My early obsession with wrapping and strapping
remembered in an article in Checkmate magazine some time
The first simulated
strait-jacket experience I ever had was when I wriggled myself into
my older brother's leather bomber jacket with it's arms pulled inside.
I zipped it up with difficulty and tried to imagine not being able to
get out. Instinctively, I next tried to put it on backwards with arms
folded inside but failed to get the zip fully closed in-back. The jacket
also felt good with the leather inside but it looked stupid - and the
visual has always been important to me.
The bomber jacket
when pulled on back-to-front but with my arms in the sleeves made it
tight up around my neck even without the zip right up. Crossing my arms
in front, the bulk and tightness felt good - it remained for me to invent
ways of fixing my arms. I found ways (Footnote: Since those early
days I've often used a standard motorcycle jacket backwards on others
as the basis of an improvised strait-jacket introduction. With a novice
it's less threatening than the real thing and can be just as efficient.
For technical details of improvising an SJ from a bike jacket see link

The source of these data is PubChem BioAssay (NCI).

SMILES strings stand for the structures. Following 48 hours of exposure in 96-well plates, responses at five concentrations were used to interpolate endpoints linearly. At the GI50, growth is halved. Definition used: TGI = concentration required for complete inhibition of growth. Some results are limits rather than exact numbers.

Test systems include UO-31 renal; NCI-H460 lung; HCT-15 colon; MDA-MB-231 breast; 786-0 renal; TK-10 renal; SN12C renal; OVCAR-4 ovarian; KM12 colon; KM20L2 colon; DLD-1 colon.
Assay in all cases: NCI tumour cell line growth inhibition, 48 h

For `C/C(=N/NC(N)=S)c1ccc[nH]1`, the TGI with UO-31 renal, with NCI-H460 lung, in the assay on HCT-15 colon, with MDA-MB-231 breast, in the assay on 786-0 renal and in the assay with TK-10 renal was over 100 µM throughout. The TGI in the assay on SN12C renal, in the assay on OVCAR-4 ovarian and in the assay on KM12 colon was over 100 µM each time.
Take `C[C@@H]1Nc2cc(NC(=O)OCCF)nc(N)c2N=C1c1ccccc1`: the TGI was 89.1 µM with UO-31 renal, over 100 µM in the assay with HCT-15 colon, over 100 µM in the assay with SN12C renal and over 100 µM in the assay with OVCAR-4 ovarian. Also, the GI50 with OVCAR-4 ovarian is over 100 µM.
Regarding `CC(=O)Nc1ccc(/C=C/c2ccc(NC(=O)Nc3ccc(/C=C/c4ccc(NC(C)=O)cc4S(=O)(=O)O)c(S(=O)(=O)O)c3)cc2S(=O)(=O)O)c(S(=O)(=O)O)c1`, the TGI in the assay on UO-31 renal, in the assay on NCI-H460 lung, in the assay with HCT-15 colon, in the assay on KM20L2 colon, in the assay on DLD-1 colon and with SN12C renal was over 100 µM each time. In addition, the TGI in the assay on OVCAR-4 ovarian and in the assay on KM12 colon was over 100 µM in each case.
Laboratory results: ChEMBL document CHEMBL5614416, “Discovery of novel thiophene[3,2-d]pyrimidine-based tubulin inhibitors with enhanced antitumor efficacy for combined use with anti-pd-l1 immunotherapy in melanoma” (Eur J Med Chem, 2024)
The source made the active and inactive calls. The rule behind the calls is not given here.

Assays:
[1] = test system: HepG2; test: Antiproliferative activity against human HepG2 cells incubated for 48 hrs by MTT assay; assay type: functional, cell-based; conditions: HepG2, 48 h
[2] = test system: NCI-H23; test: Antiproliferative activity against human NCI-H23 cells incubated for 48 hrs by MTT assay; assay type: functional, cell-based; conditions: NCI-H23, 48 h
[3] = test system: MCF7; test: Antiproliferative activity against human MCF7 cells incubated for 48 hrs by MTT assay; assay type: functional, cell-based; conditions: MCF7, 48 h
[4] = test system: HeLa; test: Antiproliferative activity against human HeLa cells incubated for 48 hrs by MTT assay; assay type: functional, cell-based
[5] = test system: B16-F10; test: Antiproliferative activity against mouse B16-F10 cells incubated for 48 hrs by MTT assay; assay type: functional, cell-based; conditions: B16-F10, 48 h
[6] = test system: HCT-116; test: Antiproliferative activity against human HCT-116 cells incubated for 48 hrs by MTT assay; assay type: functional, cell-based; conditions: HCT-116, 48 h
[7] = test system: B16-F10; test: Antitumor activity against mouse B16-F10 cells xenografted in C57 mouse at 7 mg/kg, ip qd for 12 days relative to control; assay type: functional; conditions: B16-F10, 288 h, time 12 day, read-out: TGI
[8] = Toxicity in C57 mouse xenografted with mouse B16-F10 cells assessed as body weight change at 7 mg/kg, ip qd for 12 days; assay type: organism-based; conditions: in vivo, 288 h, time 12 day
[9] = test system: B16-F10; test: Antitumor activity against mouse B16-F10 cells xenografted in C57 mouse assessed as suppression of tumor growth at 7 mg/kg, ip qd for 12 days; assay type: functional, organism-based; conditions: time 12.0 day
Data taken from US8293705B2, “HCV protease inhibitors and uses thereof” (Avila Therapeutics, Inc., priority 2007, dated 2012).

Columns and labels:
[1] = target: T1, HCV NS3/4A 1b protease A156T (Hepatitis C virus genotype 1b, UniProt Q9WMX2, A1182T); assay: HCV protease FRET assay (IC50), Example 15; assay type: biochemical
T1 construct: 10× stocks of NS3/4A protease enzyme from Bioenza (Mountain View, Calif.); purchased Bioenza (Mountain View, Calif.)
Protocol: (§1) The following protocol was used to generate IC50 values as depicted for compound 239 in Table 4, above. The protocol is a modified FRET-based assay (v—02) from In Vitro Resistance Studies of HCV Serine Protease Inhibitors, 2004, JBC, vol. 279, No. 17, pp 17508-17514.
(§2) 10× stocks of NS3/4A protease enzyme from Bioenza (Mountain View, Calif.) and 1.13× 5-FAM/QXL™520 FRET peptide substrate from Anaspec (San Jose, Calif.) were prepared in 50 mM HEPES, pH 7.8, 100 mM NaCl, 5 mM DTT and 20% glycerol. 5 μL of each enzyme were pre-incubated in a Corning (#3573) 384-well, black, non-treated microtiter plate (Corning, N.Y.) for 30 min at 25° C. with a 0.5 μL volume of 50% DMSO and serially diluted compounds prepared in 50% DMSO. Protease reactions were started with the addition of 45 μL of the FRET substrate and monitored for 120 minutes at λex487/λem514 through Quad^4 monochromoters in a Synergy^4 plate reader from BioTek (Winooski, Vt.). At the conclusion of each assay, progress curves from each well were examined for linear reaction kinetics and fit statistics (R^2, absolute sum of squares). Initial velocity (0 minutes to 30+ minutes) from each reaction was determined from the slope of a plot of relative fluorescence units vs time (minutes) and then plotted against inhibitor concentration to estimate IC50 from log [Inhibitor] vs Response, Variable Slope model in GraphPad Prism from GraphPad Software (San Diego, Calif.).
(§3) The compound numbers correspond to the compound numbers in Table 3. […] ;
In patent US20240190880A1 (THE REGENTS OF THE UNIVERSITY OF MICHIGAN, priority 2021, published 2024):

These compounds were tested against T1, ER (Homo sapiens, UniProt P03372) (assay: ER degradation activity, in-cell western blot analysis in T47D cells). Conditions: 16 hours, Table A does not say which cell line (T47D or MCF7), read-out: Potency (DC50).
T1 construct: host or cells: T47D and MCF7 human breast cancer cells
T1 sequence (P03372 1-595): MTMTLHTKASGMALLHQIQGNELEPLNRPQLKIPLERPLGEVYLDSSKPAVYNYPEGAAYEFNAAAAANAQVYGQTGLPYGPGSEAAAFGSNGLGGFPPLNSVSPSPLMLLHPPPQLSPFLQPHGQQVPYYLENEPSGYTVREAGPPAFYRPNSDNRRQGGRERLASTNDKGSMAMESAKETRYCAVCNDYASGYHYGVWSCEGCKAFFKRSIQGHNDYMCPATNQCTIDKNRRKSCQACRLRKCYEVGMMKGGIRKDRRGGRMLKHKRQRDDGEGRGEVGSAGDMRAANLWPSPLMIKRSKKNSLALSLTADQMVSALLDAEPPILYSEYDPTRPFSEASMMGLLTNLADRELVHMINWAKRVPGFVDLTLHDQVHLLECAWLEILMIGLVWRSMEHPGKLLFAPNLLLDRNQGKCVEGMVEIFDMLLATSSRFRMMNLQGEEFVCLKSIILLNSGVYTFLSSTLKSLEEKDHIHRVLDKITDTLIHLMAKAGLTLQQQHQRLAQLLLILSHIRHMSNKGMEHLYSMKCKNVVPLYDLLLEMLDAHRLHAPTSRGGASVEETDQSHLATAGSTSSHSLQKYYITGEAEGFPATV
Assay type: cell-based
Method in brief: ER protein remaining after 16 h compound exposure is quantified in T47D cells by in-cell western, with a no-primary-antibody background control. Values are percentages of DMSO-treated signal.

from 'Locked-on Clothes' page).
surplus anorak modified as SJ:
The first strait-jacket I owned was when I adapted a tough naval flight
deck smock. Bought cheap in a surplus store it was heavy-duty rip-proof,
wind-proof fabric well sewn together and the arms were already quite
long. Being the type you pull on over your head it had neither back
or front opening. There was also a snug-fitting hood which, when fully
closed with a draw-string, only eyes were showing. This particularly
appealed to me because in addition it had external tough mouth and collar
flaps that could be tightened satisfyingly around the lower face and
neck. All that was missing to satisfy me was closed-end sleeves (and
perhaps some sort of strappery).
In those days of
secret self-applied bondage, making-do was the name of the game. A pair
of army ski mitts and a few webbing straps bought from the same source
allowed me to improvise myself into some sort of strait-jacketed effect.
The same jacket when pulled on back-to-front so the hood was over my
face intensified the experience. I could just about close a couple of
webbing straps between my wrists while wearing mitts before the air
started to run out. Dangerous days. A metal eyelet kit from a tent store
allowed me to add a couple of breathing holes in the back of the hood
so I could enjoy the situation for longer.
However, the jacket
still lacked closed-end sleeves. My first experience of sewing tough
fabric was hand stitching the anorak sleeve ends and the leather ski-mitts